Soulive supported by Maktub | April 16, 2003 | Fox Theater,
Maktub and Soulive
were featured in last year's excellent Lodo
Music Festival in downtown Denver. That was the first time I saw Maktub
and was struck by their captivating stage presence and classic soul sound. So
the opportunity to catch a reunion of the west and east coast soul bands on
one of their 14 shows together this Spring was a real treat.
Maktub's five-piece ensemble, hailing
from Seattle, create a rich soundtrack for lead singer Reggie Watts to
deliver versatile vocals that are further enhanced by a creative setup of a
modulator box dubbed the "Regg-A-Phone" that he keeps close at hand.
Its not that Reggie's vocals need help, he can reach falsetto through baritone
with ease, but the electronic tweaking of his vocals adds a sonically interesting
layer. It's clear this band cares about sonic quality.
I listened to Maktub's set, I couldn't help but pick out influences from different
eras of music. Guitarist Thaddeus Turner is pretty darn funky and uses
a talkbox (think of the Zapp Band) to modulate his voice. Keyboard player Daniel
Spils switches between Hammond B3, Fender Rhodes and a Synthesizer to deliver
complex layers of sound that again remind one of both 80s-era and more traditional
funk. The Maktub jumbo stew of R&B, jazz, soul, and funk end up yielding
mostly original songs that are both familiar and unique.
Watt's vocal strengths are a good enough reason to check these guys out. Their
set drew heavily from their latest album, Khronos, including a cover
of Zeppelin's "No Quarter" which was done justice. Songs like "You
Can't Hide" and "Where I Want to Be" have a pop-sensibility to
them and probably have found their way onto more than a few college radio station
took the stage around 11pm and drummer Alan Evans launched into a monster
solo that established the tone for the jazz funk that was about to be unleashed
this evening. The impeccably dressed trio from New York delivered an onslaught
from start to finish. Soulive are educated jazz musicians who deliver a sound
that is pure groove. Each is a superstar musician. In particular, Neal Evans
on keyboard and clavinet lays down a heavy bass line with one hand and exquisite
harmony with the other that compliments his brother's fantastic drum work. Soulive
has returned to its original trio lineup from a quartet that included tenor
sax player Sam Kininger, and have scaled down their sound to its roots.
first tune "Rudy's Way" was followed by the incredible, mind-blowing
"Flurries." The band then embarked on "Solid" which drifted
into teases of Stevie Wonder's "Superstition" and Michael Jackson's
"I Can't Help It" medley that somehow worked. The next song "First
Street" which is on their latest live album on Blue
Note Records had a shining guitar solo from Eric Krasno. At this
point, Reggie Watts took the microphone for a silky soul ballad, which I believe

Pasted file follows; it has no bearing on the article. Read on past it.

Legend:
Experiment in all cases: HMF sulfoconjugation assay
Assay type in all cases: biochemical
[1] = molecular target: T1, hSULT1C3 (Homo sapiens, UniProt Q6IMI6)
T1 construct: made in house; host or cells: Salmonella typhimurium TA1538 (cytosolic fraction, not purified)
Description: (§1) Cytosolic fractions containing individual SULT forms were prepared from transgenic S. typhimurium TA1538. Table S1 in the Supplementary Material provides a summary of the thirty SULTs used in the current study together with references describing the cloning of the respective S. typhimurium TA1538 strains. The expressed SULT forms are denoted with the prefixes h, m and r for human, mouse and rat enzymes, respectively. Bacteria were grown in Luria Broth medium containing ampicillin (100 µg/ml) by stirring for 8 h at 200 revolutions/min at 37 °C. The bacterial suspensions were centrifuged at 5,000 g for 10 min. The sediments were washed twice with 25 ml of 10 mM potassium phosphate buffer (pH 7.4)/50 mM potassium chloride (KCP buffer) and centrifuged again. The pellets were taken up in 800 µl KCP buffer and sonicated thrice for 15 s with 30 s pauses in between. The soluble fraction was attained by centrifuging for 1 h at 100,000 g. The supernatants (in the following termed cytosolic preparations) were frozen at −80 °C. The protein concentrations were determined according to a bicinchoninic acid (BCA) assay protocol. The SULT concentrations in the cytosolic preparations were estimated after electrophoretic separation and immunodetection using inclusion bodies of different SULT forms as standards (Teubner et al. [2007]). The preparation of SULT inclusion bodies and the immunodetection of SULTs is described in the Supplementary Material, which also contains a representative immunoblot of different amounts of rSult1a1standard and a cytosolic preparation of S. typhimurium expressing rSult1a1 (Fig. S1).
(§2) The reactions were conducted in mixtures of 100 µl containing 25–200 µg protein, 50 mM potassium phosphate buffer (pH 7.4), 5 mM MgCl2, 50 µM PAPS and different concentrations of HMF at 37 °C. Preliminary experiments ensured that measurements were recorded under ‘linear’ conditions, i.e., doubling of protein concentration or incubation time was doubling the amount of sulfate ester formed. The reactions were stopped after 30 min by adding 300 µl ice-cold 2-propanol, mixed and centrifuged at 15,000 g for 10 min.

was entitled "I'll Be By Your Side" that was very soothing.
couldn't help comparing the two bands this evening. Soulive don't have Maktub's
stunning vocals but their jazz musicianship is beyond compare. Listening to
this band with a powerful singer was impressive. As I re-listen to Soulive's
last album, Next, I must say I really do find their songs with a competent
vocalist to be a complimentary element in their repertoire.
Watt's left the stage for "Bridge to 'Bama" and I noticed that the
house was rocking. Evan's bass drum, it seemed, was vibrating my spine. In an
interesting segue, they went into the theme song from the Dr. Who TV show (I
apologize for not knowing it's official name but I remember it nevertheless).
Another new song followed entitled, "El Ron" which was dedicated "to
those who love the green and you know what I mean." Seemingly, each song
was better than the last.
the final three songs of their set, Eric switched to a bass guitar and demonstrated
impressive skills and added extra funk injection into "Aladdin" and
"Uncle Junior." The final song of the set was an very respectable
cover of Sly Stone's "If You Want Me to Stay." The encore of the evening,
"Do It Again" featured Thaddeus Turner and Reggie Watts joining the
trio. This lineup, with Eric on bass, was a mother and it was a treat to hear.
The contrast of Maktub's more commercial-friendly R&B sound and Soulive's
jazz heritage twisted with groove make for a satisfying combination. Soulive's
ability to groove a room into a frenzy is special thing. More savvy music fans
might also appreciate Soulive's jazz vocabulary and harmonics that interplay
with their groove. Much like a good book that upon a second or third visit strikes
you with subtleties that you may have missed the first time around leaving you
even more satisfied.
Words: Haig Assadourian
Photos: Tony Stack
JamBase | Boulder
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